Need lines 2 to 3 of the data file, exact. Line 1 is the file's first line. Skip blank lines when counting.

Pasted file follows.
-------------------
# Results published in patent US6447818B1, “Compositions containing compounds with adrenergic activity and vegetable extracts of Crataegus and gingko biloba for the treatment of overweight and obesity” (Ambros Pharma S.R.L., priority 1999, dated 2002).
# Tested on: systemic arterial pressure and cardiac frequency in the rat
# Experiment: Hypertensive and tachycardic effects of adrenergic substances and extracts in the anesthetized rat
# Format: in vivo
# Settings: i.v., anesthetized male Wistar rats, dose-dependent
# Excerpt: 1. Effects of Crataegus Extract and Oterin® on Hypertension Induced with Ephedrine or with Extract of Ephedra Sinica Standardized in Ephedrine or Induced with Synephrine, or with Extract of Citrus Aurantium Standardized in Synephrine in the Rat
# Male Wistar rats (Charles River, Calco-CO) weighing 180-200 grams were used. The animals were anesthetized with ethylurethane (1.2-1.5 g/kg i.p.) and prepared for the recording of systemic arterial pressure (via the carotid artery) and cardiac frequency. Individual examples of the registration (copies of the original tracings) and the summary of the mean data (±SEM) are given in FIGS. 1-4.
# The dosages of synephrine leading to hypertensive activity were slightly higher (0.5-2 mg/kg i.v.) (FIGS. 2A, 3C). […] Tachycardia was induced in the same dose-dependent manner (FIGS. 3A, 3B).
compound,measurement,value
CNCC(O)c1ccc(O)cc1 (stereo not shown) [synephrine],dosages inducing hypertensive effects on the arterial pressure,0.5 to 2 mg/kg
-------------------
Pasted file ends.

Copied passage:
# Tested on: systemic arterial pressure and cardiac frequency in the rat
# Experiment: Hypertensive and tachycardic effects of adrenergic substances and extracts in the anesthetized rat